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I guess he really can count...

2009-01-31 00:46:00, Kohlrak

As most of you don't know, in my humble little town of Lewistown, where I reside, there teaches a very, uuuuuuhhh, by the book teacher. Whenever a debate between a student and the book arrives, he almost always sided with the book first. Well, until one day, about a year ago, my Junior year of Highschool. Me and two other students were taking the Advanced Placement Computer Science A course, which was simply a not so in-depth course into Java. Well, we were studying either recursion or step loops, I honestly can't remember since both were an equally old, dry topic for all three of us, but there was some other lesson we were supposed to learn about debugging code the hard way by executing it in our heads. I think there was a fancy name for it, but any attempt to remember it is futile.

It wasn't long before we started to argue with the book on an individual iteration of the loop (or recursive routine), which was "irrelevant," since the end solution was the same anyway. The details of the algorithem and starting values elude my memory, however, the argument hasn't. This particular iteration involved a division of 10 by the number 2. Now, one would imagin that this is simple math, right? Wrong. Upon arguing that 10/2 is 5, not 8 like the teacher edition says, we ended up arguing for half an hour. Eventually, he realized that he was saying 10/2 is 8, and that this is not a true statement. But, he waited to realize that after becomming angry with us for "wasting class time."

Now, less than a week ago, my mind started to wander as we were doing reviews in the Visual Basic 2 (part 2, not version 2) Course, as this was for people who hadn't taken part one in over a year (the district just approved, this year, the teaching of the second half of the book, which informs everyone alot about how technologically advanced my district is). Some of us were also picking on him, again, for his mathematical mistake, and also having our usual talk about hex and assembly verses high level languages. Well, I got to thinking, "What is 10h/2?" To test my theory (as I've come to the inevitable conclusion upon conceiving this idea) I checked my math in Hex mode of the windows calculator (the school district is also very MS friendly), and realized that the book wasn't wrong in saying the result is 8, but wrong in that it did not append an "h" to the original number. Since this wasn't a class that used hex more than chapter one, where it told us that such a notation exists and that magic is needed to use it in Java, hex was the last thing on our four simple minds.

Perhaps we may finally stop picking on our poor computer teacher (who, might I add, is one of those HLL advocates who knows very, very little about assembly, not to mention he was one of those teachers that just happened to be available when computers started to be taught in the district, which was when they took ANYONE who was willing to try it). Or, at least we'll stop picking on him for his mathematical ability, since his age and a few other things are still fair game.


2008-12-30 03:28:00, dustwolf

I was continuing work on the mouse, which was interesting due to being the first device with an IRQ I implemented support for. I worked on general code cleanup as well, split out the old keyboard code, etc.

A Bochs screenshot for your amusement:

It actually works fine on an actual machine as well, though it only supports PS/2 mice (and not say, touchpads, unfortunately for Kohlrak). Work on this was actually somewhat more fun than frustrating, I only gave up twice durring development. IBM manuals saved me here, they're great albeit written in inverse logic: To understand the basics, you have to read the footnotes and vice-versa. I'm guessing this is a classic case of a manual written for those who already know everything and don't need a manual.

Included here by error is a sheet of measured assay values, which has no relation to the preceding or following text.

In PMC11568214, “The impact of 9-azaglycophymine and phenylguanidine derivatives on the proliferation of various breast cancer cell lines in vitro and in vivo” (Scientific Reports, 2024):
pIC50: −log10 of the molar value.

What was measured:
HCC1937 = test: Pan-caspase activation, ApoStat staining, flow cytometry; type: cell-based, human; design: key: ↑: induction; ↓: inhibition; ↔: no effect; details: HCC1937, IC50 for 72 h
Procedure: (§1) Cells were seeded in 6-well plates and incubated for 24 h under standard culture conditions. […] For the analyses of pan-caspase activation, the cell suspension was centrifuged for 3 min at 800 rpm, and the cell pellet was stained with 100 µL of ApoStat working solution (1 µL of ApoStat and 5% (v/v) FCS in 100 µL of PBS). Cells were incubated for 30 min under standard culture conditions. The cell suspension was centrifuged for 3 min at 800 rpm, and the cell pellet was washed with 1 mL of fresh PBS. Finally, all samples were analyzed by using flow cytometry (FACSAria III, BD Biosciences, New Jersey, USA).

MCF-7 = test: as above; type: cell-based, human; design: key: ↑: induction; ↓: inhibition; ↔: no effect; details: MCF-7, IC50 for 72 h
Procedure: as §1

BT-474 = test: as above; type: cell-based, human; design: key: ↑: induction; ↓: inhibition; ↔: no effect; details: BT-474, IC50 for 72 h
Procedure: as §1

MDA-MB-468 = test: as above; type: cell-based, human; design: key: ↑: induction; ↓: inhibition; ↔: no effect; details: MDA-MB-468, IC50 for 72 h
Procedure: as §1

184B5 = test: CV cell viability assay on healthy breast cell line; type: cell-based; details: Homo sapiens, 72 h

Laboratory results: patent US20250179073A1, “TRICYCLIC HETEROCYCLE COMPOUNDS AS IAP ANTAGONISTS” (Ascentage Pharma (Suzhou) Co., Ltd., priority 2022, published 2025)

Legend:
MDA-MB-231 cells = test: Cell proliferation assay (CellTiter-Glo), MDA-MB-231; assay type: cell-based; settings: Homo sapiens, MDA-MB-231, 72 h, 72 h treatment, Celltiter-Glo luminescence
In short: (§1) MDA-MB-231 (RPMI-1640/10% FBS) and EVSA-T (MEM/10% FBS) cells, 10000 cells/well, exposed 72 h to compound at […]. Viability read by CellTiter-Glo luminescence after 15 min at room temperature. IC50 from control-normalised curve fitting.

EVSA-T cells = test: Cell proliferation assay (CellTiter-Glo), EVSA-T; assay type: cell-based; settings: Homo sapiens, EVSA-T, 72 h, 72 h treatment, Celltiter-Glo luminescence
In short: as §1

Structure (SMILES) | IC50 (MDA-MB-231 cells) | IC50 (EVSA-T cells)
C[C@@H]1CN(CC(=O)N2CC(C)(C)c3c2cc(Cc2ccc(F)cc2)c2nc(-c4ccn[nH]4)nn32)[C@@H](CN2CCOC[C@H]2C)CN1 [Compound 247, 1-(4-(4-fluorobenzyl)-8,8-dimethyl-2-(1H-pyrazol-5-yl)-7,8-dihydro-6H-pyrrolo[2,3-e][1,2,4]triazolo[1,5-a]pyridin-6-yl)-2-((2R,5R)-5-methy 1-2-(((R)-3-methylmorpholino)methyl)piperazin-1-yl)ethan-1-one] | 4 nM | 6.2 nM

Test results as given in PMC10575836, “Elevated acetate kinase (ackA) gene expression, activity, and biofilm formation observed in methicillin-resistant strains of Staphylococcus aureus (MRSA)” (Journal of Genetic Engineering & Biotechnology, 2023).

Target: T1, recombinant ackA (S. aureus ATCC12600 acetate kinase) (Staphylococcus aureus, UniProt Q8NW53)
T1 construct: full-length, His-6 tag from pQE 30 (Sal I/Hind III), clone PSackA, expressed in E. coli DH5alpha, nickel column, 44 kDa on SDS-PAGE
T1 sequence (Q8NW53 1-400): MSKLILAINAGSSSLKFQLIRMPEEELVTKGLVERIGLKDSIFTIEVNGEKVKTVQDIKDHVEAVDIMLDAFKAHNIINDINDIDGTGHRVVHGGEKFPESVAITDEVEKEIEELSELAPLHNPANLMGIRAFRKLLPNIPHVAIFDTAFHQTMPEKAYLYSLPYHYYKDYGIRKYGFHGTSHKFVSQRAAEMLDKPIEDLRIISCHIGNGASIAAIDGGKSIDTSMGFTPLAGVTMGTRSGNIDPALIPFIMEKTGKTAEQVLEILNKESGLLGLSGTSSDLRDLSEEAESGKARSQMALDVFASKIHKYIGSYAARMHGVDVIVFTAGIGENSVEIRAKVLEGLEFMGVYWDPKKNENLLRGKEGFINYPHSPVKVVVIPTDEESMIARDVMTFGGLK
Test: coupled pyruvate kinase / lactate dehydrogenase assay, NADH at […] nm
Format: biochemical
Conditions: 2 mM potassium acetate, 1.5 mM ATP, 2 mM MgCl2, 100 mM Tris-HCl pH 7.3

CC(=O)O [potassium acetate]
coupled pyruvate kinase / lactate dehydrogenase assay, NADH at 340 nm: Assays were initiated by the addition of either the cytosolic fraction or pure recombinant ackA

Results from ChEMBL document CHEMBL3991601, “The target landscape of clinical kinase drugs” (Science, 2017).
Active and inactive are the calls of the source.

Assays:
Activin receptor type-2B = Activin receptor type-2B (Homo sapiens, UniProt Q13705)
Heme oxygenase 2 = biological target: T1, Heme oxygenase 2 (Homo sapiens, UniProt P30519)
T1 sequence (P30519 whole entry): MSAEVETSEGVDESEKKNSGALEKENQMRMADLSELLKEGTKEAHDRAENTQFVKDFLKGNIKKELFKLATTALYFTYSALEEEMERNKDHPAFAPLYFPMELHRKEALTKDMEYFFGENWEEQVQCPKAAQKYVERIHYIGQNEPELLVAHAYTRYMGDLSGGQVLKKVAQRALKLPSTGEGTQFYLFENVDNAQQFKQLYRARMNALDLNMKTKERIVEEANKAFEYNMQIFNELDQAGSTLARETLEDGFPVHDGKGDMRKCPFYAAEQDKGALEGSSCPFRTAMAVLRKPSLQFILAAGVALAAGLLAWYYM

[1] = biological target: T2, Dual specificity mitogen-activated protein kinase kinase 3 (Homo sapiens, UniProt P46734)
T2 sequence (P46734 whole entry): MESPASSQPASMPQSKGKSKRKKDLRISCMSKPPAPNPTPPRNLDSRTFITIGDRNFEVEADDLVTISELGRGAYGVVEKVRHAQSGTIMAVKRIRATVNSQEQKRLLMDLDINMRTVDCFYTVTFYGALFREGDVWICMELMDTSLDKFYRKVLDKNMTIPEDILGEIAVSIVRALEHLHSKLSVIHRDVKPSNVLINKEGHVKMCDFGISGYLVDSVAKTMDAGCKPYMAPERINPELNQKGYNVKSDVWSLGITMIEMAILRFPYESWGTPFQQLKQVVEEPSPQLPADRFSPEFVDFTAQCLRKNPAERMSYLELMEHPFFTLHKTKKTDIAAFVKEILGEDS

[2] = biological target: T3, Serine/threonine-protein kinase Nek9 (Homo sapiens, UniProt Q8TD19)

As usual there were other docs around, but if you actually read what the IBM docs say some of the stuff was extremelly silly. Can't blame people for not knowing what they're doing I guess, as they prolly reverse-engineered the whole thing from a Linux (which has a big ugly 50 page code hierarchy on mice as usual) or something, but I feel it strange that nobody cared to consider that PS/2 was an IBM thing! Poor IBM.

Rearanged the code so that the debugging macros could be used anywhere. Cursing self for making code look like C with codeless header includes (macro includes), but at least it's still tidy (unlike C). Threw out fancy16, because the kernel boots to graphics mode too fast for you to see it anyway. Renamed some files to keep some sense in filenames. Take a look.

where we are

2008-12-18 02:14:00, dustwolf

Finnaly! The bootable CDROM image is ready.

As Kohlrak finally admits, trying to rely on other people's work has proven to be a futile excercise. Personally I have nothing against other people who contribute code, but you know.. when it doesn't work at the end of the day... well gee. I'd like to think the code we have is more reliable. For one, we really did try it with our code which is provided to you and it really really does work.

It didn't really take us all this time to make it, just life intervened. Now with this ISO headache off our heads and holidays approaching we are more likely to get more done. :)

Stay tuned.


2008-12-01 21:14:00, dustwolf

The work on the cdrom is progressing slowly as it is horribly dull work, but we intend to get it trough (in hopes that with our nifty clean GPL code, nobody will be tempted to do something like this ever again).

I was working on preparing some more documentation. Created INSTALL file with all the software requirements for assembling, testing and publishing microKernel and it's source code. Also created HACKING file with some details useful for people who may find the source code interesting to toy with. Cleaned the code up some, removing various blank or irrelevant files. Also temporarily lost hope in recruiting a maintainer I really hoped would help with the development (smoke) and removed him from the credits, except where his code was used.

Made minor modifications to this website so that you get the download links without having to look for them in the older blogs. Getting ready to publish website in some more places and hopefully get some more people take an interest in the code.

cdrom and ps/2

2008-11-25 04:05:00, dustwolf

So we are back up with no problem.

In this time we have been finnishing off the IDT, which was handled pretty much entirely by Kohlrak, while I finnished up some fancy in the pcspeaker driver as well as some details regarding the IDT.